A recent Herald-Leader analysis of 84 reviews from 2009 and 2010 showed there were vast disparities between how they were conducted in different parts of the state, with some of them lengthy and detailed and others just one-page reports that sometimes didn't even include the facts of a child's death.
Teresa James, acting commissioner of the Department for Community Based Services, said the standard form allows for "a greater amount of consistency." Recommendations that stem from the reviews, which are meant to zero in on ways the cabinet could have helped avoid the outcome, will also now require action plans.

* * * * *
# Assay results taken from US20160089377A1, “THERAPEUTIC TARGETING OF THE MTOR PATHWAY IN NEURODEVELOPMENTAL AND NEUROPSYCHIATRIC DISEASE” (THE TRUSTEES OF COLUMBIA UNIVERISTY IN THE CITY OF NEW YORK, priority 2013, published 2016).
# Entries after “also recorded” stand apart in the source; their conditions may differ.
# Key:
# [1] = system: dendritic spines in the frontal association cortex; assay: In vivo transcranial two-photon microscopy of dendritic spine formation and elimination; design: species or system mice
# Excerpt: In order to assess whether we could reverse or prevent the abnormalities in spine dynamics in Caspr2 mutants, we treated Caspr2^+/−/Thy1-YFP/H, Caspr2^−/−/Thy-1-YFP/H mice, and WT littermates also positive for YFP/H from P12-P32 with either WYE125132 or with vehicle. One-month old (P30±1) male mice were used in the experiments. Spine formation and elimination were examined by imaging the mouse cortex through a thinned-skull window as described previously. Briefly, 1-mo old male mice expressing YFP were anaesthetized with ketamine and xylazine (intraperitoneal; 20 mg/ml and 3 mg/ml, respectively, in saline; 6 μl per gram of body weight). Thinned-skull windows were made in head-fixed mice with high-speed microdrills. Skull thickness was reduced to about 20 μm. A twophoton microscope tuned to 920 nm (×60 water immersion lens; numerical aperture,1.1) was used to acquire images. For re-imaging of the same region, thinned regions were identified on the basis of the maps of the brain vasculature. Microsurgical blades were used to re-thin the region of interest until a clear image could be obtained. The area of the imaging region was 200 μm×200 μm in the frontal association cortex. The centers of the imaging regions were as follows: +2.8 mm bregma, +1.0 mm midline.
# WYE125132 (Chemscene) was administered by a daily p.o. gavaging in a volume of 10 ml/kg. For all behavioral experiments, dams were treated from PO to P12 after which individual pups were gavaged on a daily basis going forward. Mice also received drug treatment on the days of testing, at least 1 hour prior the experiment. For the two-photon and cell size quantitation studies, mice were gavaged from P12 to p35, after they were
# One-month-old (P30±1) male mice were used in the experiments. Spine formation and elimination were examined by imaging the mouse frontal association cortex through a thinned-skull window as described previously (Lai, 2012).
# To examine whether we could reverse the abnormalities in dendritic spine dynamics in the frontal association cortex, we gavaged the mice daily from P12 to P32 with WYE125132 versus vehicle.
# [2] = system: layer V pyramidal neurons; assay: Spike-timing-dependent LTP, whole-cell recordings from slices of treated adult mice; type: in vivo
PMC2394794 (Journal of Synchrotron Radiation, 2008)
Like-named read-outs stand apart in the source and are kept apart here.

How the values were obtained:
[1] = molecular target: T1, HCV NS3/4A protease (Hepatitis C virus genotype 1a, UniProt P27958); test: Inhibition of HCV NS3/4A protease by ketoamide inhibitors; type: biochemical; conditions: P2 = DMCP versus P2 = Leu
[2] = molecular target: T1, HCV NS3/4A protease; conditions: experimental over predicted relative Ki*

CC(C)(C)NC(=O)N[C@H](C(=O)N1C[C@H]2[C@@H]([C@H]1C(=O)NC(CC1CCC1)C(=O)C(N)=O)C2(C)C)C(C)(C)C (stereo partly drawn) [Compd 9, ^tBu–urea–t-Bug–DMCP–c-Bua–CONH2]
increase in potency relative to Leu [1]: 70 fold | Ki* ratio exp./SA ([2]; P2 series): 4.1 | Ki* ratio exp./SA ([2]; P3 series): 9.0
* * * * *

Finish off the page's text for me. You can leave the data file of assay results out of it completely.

Terry Brooks, executive director of Kentucky Youth Advocates, praised the effort. "This is a critical and significant step forward in terms of accountability, transparency and quality assurance," he said. (Read more)